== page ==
The pictures of Josh Wald’s three-story, cedar-shingled home in Greenpoint, Brooklyn, seemed perfectly nice. They showed a leafy garden, a bright, open kitchen, the sleek retro finishes one might find in a Restoration Hardware catalog and a closet larger than many New York apartments. All those touches were drawn together with an asking price of $2.499 million.
But it appears that the readers of certain New York City real estate blogs prefer to shop elsewhere.
“$2.5 mil and uglayyyy as sin!” one reader commented on Brownstoner.
“Cedar shake shingle looks lovely in Breezy Point, but Greenpoint?” another remarked. “There is no accounting for taste.”
A commenter who tried to defend the listing on the Web site Curbed was treated to a skeptical rejoinder: “You are the broker. You are Wald’s buddy. You are Wald’s mother.”
Mr. Wald, who makes his living as a model and who spent a year converting the house from a three-family sheathed in linoleum and vinyl into its meticulously finished current state, was not amused.
“For the record,” he declared, sitting at his kitchen counter last week and running a hand through his thick, dark hair, “my mom probably doesn’t quite understand what a blog is!”
Buying or selling a home in New York City has long required rugged skin and a strong stomach, but in these heady days of lightning-speed gentrification and very public Internet flaying, buyers and sellers do well to enter the fray with their elbows out.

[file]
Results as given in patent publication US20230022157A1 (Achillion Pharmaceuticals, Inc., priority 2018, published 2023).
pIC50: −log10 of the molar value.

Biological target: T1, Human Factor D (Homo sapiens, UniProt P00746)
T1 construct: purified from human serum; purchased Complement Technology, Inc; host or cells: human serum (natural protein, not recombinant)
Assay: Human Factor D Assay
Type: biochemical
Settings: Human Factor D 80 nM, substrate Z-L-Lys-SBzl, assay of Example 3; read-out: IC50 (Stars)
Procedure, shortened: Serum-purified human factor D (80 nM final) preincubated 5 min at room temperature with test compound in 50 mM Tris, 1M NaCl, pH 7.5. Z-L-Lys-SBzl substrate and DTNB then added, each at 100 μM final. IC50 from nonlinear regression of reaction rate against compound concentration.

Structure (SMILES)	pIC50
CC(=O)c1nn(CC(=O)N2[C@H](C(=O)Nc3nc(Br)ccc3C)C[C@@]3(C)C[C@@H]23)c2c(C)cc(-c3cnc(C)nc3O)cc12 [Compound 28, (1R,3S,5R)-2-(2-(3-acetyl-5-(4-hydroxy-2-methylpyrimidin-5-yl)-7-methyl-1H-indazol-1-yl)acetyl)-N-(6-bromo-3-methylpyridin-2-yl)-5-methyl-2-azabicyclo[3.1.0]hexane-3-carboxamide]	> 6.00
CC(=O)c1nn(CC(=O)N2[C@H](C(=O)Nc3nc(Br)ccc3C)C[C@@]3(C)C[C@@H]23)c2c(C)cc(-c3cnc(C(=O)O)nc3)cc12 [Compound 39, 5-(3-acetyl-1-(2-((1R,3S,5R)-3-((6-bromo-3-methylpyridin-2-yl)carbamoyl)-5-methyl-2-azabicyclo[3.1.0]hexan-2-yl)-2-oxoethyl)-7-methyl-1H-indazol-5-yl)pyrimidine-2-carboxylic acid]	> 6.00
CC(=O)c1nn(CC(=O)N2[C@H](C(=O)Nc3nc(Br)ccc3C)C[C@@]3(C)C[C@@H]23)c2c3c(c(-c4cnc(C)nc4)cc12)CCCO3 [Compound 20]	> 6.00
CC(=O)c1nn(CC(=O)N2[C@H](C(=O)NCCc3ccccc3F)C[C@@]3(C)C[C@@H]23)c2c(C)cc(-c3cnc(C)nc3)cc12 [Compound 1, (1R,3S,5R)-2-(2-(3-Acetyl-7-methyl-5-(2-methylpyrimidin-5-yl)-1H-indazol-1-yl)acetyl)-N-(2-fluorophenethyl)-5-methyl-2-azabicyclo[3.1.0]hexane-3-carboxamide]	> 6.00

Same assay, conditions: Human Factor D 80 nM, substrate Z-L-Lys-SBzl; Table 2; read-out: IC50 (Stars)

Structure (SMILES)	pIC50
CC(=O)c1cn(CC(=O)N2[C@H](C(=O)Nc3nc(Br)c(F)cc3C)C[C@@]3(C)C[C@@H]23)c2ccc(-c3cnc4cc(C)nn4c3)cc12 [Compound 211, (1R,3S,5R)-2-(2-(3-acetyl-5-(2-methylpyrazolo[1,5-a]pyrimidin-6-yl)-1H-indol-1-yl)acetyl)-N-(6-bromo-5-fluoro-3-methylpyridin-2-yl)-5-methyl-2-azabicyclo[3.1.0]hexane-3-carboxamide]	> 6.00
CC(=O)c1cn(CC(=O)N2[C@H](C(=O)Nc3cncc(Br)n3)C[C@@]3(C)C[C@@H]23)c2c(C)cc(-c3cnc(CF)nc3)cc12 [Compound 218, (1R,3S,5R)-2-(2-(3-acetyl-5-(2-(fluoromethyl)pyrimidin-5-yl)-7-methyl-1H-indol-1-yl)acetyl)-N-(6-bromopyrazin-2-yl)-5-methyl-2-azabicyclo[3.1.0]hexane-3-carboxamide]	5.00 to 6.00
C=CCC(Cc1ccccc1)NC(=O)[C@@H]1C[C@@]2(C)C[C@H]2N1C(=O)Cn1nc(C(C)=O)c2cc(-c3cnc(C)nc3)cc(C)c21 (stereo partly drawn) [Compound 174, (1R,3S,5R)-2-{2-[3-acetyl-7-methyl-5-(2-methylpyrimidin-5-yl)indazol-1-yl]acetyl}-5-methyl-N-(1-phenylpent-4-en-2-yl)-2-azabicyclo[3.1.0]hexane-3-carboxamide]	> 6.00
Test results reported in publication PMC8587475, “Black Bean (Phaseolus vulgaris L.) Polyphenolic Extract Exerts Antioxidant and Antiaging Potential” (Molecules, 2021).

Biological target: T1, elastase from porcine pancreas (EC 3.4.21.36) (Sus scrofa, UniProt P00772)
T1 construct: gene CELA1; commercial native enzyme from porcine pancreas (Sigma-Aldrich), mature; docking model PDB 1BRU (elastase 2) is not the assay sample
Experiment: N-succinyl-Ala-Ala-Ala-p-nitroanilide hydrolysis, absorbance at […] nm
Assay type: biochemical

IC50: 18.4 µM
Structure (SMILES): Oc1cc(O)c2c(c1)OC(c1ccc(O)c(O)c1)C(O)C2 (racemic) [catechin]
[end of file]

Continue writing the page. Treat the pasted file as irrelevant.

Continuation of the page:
A look at the response to the listing of Mr. Wald’s home, which was featured on the real estate blogs Curbed and Brownstoner just after it came on the market about a week and a half ago, offers a glimpse into contemporary New York real estate at its ugliest. Despite the home’s stylish ingredients, about the only things that didn’t come in for criticism were the owner’s looks.
“It all feels very college student with a chunk of cash,” a commenter on Curbed said. “Still — he is so handsome. So very, very handsome.”
One might recognize Mr. Wald’s sharply angled chin dimple from his work over the last 15 years with brands like Dolce and Gabbana, Versace, Dockers and Gap. But when Mr. Wald, 33, bought the house, at 87A Guernsey Street, three years ago, its Smurf-blue vinyl siding and mustard-yellow aluminum awning were hardly runway material.
“When she first showed me the house,” he said of his real estate agent, “I was like, ‘No way. There’s no way. There’s no way I’m going to buy it.’”
Eventually, Mr. Wald’s broker, Maryam Zadeh of Prudential Douglas Elliman, who this time is the listing agent, did manage to talk him inside. When he finally decided to buy the place, Mr. Wald paid $920,000 and immediately began tearing it apart.
He ripped off the vinyl and found layers of metal and asphalt siding underneath, on top of what appeared to be the original cedar shingles. He pulled up the linoleum flooring and found a red cedar base. He scoured antiques stores from Rhode Island to Texas, buying up old doors and knobs, funky chandeliers and the like.